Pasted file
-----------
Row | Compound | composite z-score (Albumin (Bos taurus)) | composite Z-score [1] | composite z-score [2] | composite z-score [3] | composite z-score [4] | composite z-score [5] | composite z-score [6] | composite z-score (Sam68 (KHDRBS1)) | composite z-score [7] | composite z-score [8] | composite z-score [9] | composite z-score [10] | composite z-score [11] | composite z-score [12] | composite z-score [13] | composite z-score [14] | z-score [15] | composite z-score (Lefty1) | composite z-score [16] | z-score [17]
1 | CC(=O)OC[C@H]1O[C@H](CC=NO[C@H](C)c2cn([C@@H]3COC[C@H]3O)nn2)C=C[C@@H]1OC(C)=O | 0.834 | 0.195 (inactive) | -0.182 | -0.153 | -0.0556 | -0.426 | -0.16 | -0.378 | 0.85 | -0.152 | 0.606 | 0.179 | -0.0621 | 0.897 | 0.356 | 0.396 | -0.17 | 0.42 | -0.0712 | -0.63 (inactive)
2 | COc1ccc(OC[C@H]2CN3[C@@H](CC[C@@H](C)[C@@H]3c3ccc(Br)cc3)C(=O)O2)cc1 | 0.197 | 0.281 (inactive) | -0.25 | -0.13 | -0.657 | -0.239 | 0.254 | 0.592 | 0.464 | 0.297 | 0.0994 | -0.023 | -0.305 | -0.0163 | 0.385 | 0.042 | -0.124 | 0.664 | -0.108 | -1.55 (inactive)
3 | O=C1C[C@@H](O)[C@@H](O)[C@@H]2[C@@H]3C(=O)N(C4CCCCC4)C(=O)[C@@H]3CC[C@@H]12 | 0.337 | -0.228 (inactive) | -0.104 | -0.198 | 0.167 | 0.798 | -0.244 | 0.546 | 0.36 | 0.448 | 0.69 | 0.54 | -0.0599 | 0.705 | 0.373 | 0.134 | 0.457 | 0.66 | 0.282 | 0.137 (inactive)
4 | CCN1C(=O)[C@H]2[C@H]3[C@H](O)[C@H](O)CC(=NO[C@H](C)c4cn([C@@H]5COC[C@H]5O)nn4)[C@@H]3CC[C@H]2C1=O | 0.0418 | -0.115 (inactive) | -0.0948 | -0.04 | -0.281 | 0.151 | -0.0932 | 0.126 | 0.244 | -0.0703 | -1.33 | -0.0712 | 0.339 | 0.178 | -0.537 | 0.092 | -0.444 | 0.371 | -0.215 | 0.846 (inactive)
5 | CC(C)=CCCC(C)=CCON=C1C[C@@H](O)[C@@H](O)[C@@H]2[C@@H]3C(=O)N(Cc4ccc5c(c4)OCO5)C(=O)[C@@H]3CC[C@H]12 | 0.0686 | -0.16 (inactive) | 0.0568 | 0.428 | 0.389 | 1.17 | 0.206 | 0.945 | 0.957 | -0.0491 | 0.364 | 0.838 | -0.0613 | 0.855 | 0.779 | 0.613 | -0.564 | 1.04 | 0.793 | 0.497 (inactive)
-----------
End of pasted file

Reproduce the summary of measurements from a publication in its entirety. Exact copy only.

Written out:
Row | Compound | composite z-score (Albumin (Bos taurus)) | composite Z-score [1] | composite z-score [2] | composite z-score [3] | composite z-score [4] | composite z-score [5] | composite z-score [6] | composite z-score (Sam68 (KHDRBS1)) | composite z-score [7] | composite z-score [8] | composite z-score [9] | composite z-score [10] | composite z-score [11] | composite z-score [12] | composite z-score [13] | composite z-score [14] | z-score [15] | composite z-score (Lefty1) | composite z-score [16] | z-score [17]
1 | CC(=O)OC[C@H]1O[C@H](CC=NO[C@H](C)c2cn([C@@H]3COC[C@H]3O)nn2)C=C[C@@H]1OC(C)=O | 0.834 | 0.195 (inactive) | -0.182 | -0.153 | -0.0556 | -0.426 | -0.16 | -0.378 | 0.85 | -0.152 | 0.606 | 0.179 | -0.0621 | 0.897 | 0.356 | 0.396 | -0.17 | 0.42 | -0.0712 | -0.63 (inactive)
2 | COc1ccc(OC[C@H]2CN3[C@@H](CC[C@@H](C)[C@@H]3c3ccc(Br)cc3)C(=O)O2)cc1 | 0.197 | 0.281 (inactive) | -0.25 | -0.13 | -0.657 | -0.239 | 0.254 | 0.592 | 0.464 | 0.297 | 0.0994 | -0.023 | -0.305 | -0.0163 | 0.385 | 0.042 | -0.124 | 0.664 | -0.108 | -1.55 (inactive)
3 | O=C1C[C@@H](O)[C@@H](O)[C@@H]2[C@@H]3C(=O)N(C4CCCCC4)C(=O)[C@@H]3CC[C@@H]12 | 0.337 | -0.228 (inactive) | -0.104 | -0.198 | 0.167 | 0.798 | -0.244 | 0.546 | 0.36 | 0.448 | 0.69 | 0.54 | -0.0599 | 0.705 | 0.373 | 0.134 | 0.457 | 0.66 | 0.282 | 0.137 (inactive)
4 | CCN1C(=O)[C@H]2[C@H]3[C@H](O)[C@H](O)CC(=NO[C@H](C)c4cn([C@@H]5COC[C@H]5O)nn4)[C@@H]3CC[C@H]2C1=O | 0.0418 | -0.115 (inactive) | -0.0948 | -0.04 | -0.281 | 0.151 | -0.0932 | 0.126 | 0.244 | -0.0703 | -1.33 | -0.0712 | 0.339 | 0.178 | -0.537 | 0.092 | -0.444 | 0.371 | -0.215 | 0.846 (inactive)
5 | CC(C)=CCCC(C)=CCON=C1C[C@@H](O)[C@@H](O)[C@@H]2[C@@H]3C(=O)N(Cc4ccc5c(c4)OCO5)C(=O)[C@@H]3CC[C@H]12 | 0.0686 | -0.16 (inactive) | 0.0568 | 0.428 | 0.389 | 1.17 | 0.206 | 0.945 | 0.957 | -0.0491 | 0.364 | 0.838 | -0.0613 | 0.855 | 0.779 | 0.613 | -0.564 | 1.04 | 0.793 | 0.497 (inactive)